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Property tax in effect from 2016

Published: 
Wednesday, May 3, 2017
Ministry of Finance ad states...

The Ministry of Finance has signalled to property owners that the Government proposes to collect property tax for the 2016 calendar year as well as for 2017.

The issue of the Government collecting the property tax for 2016 was first made in a newspaper advertisement published on Monday, at the start of the Ministry of Finance’s public education outreach programme this week as promised by Finance Minister Colm Imbert.

The advertisement, repeated in a statement issued by the Ministry of Finance yesterday, stated:

“The Government has waived the payment of the property tax for the period 2010 to 2015, as such the tax is payable with effect from 2016.”

That comment from the Ministry of Finance is supported by the amendment to the Finance Act 2015, which states:

“Notwithstanding any written law to the contrary, the payment of any tax under this act shall be waived for the period January 1, 2010 to December 31, 2015,” suggesting that the property tax is payable with effect from January 1, 2016.

On Monday, the T&T Guardian asked an official at the Ministry of Finance “if the tax is payable with effect from 2016, is it to be understood that the Government proposes to collect property tax for both 2016 and 2017? If the answer is yes, can levying for 2016 be defined as a retroactive tax?”

The Ministry of Finance official did not respond to the question of whether the Government proposed to collect property tax for both 2016 and 2017.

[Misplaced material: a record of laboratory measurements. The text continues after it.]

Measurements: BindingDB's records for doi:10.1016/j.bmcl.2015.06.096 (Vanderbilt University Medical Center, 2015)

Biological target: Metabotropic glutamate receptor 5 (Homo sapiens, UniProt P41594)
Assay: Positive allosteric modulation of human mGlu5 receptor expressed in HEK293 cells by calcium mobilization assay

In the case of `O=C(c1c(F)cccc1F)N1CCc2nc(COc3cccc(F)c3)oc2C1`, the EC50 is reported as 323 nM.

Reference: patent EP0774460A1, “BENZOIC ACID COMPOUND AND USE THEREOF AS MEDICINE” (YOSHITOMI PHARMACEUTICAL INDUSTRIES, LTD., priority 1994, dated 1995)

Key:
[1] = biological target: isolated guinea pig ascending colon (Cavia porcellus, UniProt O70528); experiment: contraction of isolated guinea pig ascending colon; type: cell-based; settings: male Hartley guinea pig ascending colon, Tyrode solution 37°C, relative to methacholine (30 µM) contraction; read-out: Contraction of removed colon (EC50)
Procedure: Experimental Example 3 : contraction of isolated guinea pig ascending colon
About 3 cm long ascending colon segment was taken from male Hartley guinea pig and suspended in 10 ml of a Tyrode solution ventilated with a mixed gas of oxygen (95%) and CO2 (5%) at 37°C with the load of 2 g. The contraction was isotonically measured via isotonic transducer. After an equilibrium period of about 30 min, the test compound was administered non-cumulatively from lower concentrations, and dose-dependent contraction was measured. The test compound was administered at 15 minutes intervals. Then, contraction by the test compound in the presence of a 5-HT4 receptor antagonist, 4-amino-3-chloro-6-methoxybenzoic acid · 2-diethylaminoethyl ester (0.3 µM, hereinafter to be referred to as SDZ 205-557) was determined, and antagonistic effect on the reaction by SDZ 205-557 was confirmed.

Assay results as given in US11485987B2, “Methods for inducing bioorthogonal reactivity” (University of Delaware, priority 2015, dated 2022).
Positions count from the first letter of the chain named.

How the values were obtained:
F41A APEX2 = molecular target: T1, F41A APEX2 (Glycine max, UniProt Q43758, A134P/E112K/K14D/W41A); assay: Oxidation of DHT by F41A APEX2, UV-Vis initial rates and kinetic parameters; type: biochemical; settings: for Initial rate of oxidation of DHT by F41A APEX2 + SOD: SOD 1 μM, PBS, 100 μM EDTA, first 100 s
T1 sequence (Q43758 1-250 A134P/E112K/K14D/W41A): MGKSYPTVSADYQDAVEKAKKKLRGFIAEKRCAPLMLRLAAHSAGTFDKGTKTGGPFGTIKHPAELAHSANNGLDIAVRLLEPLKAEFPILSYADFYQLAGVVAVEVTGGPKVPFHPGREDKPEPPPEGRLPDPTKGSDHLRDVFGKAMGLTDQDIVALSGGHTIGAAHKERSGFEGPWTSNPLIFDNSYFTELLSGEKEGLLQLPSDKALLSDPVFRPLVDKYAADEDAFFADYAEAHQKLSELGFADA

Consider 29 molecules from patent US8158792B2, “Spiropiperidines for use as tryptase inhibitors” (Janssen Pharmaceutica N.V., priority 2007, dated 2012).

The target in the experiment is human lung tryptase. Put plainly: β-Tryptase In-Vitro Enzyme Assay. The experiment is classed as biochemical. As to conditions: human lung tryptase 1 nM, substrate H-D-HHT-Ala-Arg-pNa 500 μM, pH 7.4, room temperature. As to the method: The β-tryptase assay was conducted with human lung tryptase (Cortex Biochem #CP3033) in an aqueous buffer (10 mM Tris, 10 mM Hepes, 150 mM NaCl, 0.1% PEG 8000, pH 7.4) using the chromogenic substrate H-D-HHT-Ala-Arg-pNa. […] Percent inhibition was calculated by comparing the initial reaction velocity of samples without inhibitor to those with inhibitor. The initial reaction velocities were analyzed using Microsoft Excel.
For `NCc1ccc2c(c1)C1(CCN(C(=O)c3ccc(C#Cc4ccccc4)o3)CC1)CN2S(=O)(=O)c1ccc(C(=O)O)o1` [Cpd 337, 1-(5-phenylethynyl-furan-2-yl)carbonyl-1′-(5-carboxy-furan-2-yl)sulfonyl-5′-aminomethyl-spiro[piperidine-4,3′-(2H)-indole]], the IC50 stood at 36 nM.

But on the issue of retroactivity, the official said:

“The usual definition of a retroactive tax is one that is introduced in the law at a particular time, but payable back to a time before the tax was enacted, so using this definition that would not be a retroactive tax.”

The Government’s proposal to reintroduce the property tax has drawn a great deal of public comment, much of which has been negative, with Opposition Leader Kamla Persad-Bissessar tearing up a Valuation Return Form and urging citizens not to pay the tax at a public meeting of the United National Congress at the Water Park in Debe on Sunday.

But last night, at a meeting of the ruling People’s National Movement in Diego Martin, Finance Minister Colm Imbert defended the Government’s reintroduction of the property tax, saying Government needed the money in order to help it balance its 2017 budget.

In its first budget, for the 2016 fiscal year, Imbert said the Government remained “convinced that property tax is a modern and fair tax, which is generally paid in all advanced, emerging and developing countries.”

He said then the Government would take steps to amend certain legislative provisions, including the determination of rates and implement the existing Property Tax Act 2009 “with a view to having a fair and equitable property tax regime in place by January 1, 2016, using the old levels and old rates as a starting point.”

But in the 2017 budget presentation, Imbert said: “Based on legal advice with respect to the constitutionality of the proposal to collect the same quantum of land and building taxes collected in 2009, the Government was unable to collect property taxes in fiscal 2016.”

He said the Government will collect the tax in 2017.